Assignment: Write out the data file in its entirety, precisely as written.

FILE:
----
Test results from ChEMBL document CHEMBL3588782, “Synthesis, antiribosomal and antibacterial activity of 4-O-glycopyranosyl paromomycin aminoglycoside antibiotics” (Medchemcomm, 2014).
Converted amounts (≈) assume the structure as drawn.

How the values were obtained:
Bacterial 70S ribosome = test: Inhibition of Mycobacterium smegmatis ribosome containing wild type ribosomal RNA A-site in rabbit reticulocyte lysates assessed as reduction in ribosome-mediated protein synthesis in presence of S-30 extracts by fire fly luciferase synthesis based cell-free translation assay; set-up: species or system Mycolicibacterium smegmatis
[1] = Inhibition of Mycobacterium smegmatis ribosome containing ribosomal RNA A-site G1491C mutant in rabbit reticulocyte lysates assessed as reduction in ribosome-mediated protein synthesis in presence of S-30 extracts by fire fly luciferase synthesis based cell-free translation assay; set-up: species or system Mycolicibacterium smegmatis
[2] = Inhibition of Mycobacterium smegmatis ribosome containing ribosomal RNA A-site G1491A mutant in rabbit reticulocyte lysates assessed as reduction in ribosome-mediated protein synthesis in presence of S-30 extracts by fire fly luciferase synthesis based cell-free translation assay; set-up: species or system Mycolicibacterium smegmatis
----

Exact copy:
Test results from ChEMBL document CHEMBL3588782, “Synthesis, antiribosomal and antibacterial activity of 4-O-glycopyranosyl paromomycin aminoglycoside antibiotics” (Medchemcomm, 2014).
Converted amounts (≈) assume the structure as drawn.

How the values were obtained:
Bacterial 70S ribosome = test: Inhibition of Mycobacterium smegmatis ribosome containing wild type ribosomal RNA A-site in rabbit reticulocyte lysates assessed as reduction in ribosome-mediated protein synthesis in presence of S-30 extracts by fire fly luciferase synthesis based cell-free translation assay; set-up: species or system Mycolicibacterium smegmatis
[1] = Inhibition of Mycobacterium smegmatis ribosome containing ribosomal RNA A-site G1491C mutant in rabbit reticulocyte lysates assessed as reduction in ribosome-mediated protein synthesis in presence of S-30 extracts by fire fly luciferase synthesis based cell-free translation assay; set-up: species or system Mycolicibacterium smegmatis
[2] = Inhibition of Mycobacterium smegmatis ribosome containing ribosomal RNA A-site G1491A mutant in rabbit reticulocyte lysates assessed as reduction in ribosome-mediated protein synthesis in presence of S-30 extracts by fire fly luciferase synthesis based cell-free translation assay; set-up: species or system Mycolicibacterium smegmatis